Let Charles be Charles
Prince Charles offers a valuable voice in raising issues around the built environment by conversation and by action: his book A Vision of Britain; the development of Poundbury, England as an illustration of new urbanism; his own Foundation for the Built Environment and the Prince's Rainforests Project; and his many public statements. Even if one disagrees with his views, he has been working the problem. But for one such as myself who is in general agreement with his views, one wonders about his future.
It seems to me that Charles' voice will be silenced by necessity when and if he becomes King. Charles' activism is not appropriate for a King, unless 350 years of British history will be overturned.
Some may claim that his environmental work is non-partisan. But that assumes that reasonable people can never disagree and that there is only one environmental solution. That's not so, of course, and a future Government can be very green and yet at odds with the King's own greenness. Even his supporters agree, and the line has been "The Prince now speaks as Prince. It will be different when he is King."
And of course that is the problem. What is a well-educated 21st century King with ideas of his own to do?
His work in raising consciousness and showing real examples is important work. What is he to do as King? Just shut up and cut ribbons? I would miss his activism on the built environment (even though I disagree with him on some issues - insufficiently distinguishing between traditional architecture versus traditional urban planning. Conflating them creates unneeded rancor as, I believe happened, with Chelsea Barracks.) But overall he is one of the good guys.
My sense is that Charles is truly and absolutely sincere; the man has beliefs. Yet the King's role is to stand for the nation and stand apart from the issues of the day and to reflect Government policy, even if he disagrees strongly. Can you imagine this King Charles backing some future Government's policy which is blatantly anti-green (by any measure.) There's a story of internal personal conflict worthy of Shakespeare.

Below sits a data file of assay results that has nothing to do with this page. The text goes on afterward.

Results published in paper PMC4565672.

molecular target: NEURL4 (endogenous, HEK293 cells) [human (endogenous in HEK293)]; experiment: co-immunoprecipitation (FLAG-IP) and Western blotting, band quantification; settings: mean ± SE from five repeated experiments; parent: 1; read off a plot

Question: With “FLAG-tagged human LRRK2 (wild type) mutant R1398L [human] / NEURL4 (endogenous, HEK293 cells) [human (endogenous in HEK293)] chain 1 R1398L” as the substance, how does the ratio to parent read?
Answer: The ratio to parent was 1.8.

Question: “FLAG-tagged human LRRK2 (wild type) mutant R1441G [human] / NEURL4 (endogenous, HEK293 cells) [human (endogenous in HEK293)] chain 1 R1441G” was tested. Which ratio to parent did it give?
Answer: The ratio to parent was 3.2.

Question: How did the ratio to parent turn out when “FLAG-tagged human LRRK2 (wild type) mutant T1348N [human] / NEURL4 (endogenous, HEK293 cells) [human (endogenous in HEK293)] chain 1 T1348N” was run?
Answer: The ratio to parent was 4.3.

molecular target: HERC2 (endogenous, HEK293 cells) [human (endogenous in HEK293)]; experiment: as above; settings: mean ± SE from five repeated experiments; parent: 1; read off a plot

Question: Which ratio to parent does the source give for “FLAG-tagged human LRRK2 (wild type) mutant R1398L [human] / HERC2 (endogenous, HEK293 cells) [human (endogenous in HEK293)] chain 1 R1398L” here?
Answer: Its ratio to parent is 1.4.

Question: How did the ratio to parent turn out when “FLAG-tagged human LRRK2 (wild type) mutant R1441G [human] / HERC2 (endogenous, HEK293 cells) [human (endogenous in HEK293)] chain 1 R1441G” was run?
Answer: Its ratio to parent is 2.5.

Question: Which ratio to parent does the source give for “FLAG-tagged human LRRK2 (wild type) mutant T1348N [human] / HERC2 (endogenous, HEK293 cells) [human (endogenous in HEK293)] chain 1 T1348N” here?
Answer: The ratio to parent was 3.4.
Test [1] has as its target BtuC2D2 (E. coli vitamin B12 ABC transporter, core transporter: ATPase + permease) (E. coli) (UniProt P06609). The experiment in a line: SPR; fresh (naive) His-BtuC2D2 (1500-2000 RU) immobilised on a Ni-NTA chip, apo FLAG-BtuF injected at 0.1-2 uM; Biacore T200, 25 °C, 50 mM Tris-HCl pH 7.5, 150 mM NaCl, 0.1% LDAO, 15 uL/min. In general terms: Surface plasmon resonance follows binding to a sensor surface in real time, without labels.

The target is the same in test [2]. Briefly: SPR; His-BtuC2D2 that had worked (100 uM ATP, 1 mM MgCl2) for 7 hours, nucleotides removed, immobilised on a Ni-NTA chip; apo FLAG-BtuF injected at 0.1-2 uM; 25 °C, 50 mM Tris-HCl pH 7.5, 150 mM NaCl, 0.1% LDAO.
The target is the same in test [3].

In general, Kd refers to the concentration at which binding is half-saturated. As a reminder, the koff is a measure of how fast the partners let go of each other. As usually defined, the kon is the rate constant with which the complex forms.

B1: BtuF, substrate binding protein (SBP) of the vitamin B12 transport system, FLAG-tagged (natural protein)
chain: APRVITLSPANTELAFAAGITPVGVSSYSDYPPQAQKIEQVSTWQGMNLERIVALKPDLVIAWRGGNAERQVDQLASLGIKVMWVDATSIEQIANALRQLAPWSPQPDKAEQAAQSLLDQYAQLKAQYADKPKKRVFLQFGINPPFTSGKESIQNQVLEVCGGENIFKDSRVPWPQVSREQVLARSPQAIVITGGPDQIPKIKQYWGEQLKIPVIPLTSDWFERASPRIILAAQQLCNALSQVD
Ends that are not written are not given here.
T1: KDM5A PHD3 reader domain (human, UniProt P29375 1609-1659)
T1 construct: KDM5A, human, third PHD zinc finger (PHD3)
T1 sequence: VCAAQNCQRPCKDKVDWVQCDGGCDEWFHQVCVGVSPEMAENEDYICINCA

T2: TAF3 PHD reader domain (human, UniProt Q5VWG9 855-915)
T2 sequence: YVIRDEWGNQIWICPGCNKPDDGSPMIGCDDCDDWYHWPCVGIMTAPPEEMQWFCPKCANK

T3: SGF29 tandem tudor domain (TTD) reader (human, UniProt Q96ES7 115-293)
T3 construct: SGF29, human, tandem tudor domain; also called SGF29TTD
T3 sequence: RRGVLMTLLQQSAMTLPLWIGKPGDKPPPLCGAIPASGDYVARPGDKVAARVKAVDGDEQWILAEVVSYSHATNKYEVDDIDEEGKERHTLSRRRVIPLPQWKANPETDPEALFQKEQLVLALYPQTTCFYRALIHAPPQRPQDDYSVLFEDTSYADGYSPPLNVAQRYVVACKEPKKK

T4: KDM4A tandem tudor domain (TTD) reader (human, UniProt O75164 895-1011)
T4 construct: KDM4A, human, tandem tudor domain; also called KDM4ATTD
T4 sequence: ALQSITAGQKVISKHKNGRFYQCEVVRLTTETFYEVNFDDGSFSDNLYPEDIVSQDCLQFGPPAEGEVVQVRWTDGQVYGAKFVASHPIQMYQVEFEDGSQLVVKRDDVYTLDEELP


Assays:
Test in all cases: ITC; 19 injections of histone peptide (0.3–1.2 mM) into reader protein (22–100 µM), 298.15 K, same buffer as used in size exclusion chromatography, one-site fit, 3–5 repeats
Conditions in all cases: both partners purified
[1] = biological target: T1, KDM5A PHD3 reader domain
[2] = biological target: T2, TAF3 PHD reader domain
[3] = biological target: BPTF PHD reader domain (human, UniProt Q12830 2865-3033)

So, what then? Just mere conjecture of course but I wonder if Charles might simply take himself out of the running as future King, something like abdication. He can continue his good work now and into the future, unencumbered by arguments about his Constitutional role. Abdication (or equal) would actually enhance his global stature - think about the message of commitment for the man who gives up the British throne. I realize that asking a man whose entire life has been aimed to one goal of becoming King and at a personal level it would have to be a wrenching choice.
But I suspect that the choice is likely to be inevitable. The Prince is now (by one of his own advisors) backed into the role of being "the people's streetfighter." Elements of the public take him at his word and now ask him to help. If he doesn't take part in this instance or another, it will be against his own impulse and he will look a hypocrite to boot.
So if he does get involved, he will get increasingly involved with specific actions of the day and will, I surmise, run up against some Governmental policy in a nasty public row, which he is sure to lose. (Think of the foreign policy implications of the Iranian embassy!) That's not good for him or for the Royal Family as an institution. Now it's possible that the healthy genes of Queen Elizabeth will extend her reign a decade and offer the family a generation-hopping way out to young Prince William. But unless Charles' role is clearly stated - silence or abdication - there will be continuing confusion.
Of course my personal interest is that I don't want Prince Charles' to silence to global voice so I tend that the historical and political tides will end in abdication or equivalent, whatever that may be.* With abdication, the Royal Family's "Charles problem" disappears and there is no threat to the Windsors' control of the Crown, and Charles is free to be Charles.
David Sucher lives in Seattle, develops real estate and writes about the built environment at www.citycomforts.com.